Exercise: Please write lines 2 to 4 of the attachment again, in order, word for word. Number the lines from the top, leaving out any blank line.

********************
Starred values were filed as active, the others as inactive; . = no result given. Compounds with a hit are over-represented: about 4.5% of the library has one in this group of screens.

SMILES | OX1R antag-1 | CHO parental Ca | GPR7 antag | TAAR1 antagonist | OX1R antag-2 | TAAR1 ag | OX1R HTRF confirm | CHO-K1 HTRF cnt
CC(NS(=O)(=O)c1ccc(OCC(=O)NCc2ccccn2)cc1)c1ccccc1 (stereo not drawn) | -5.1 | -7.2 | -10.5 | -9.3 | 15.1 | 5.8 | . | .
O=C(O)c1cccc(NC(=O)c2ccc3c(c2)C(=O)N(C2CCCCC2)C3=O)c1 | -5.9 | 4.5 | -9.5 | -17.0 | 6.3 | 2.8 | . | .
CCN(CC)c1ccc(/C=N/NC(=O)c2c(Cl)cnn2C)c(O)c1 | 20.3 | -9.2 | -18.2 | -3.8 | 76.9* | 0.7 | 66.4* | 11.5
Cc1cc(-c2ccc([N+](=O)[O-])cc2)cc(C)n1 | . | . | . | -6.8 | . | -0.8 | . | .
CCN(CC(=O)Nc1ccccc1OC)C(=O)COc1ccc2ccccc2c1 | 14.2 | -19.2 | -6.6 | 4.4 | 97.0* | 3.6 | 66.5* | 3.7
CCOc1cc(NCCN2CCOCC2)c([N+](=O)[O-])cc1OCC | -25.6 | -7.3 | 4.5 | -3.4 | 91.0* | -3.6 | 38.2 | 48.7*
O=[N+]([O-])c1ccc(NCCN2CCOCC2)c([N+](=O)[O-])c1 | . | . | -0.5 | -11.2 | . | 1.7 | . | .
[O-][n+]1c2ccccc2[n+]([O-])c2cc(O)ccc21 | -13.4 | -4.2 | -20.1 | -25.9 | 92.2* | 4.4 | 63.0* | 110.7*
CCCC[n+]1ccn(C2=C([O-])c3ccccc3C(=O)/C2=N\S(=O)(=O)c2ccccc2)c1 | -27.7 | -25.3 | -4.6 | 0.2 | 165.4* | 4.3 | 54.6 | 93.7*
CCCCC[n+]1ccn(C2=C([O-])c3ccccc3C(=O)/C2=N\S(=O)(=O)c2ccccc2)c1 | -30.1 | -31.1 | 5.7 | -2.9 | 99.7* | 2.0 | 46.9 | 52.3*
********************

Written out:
SMILES | OX1R antag-1 | CHO parental Ca | GPR7 antag | TAAR1 antagonist | OX1R antag-2 | TAAR1 ag | OX1R HTRF confirm | CHO-K1 HTRF cnt
CC(NS(=O)(=O)c1ccc(OCC(=O)NCc2ccccn2)cc1)c1ccccc1 (stereo not drawn) | -5.1 | -7.2 | -10.5 | -9.3 | 15.1 | 5.8 | . | .
O=C(O)c1cccc(NC(=O)c2ccc3c(c2)C(=O)N(C2CCCCC2)C3=O)c1 | -5.9 | 4.5 | -9.5 | -17.0 | 6.3 | 2.8 | . | .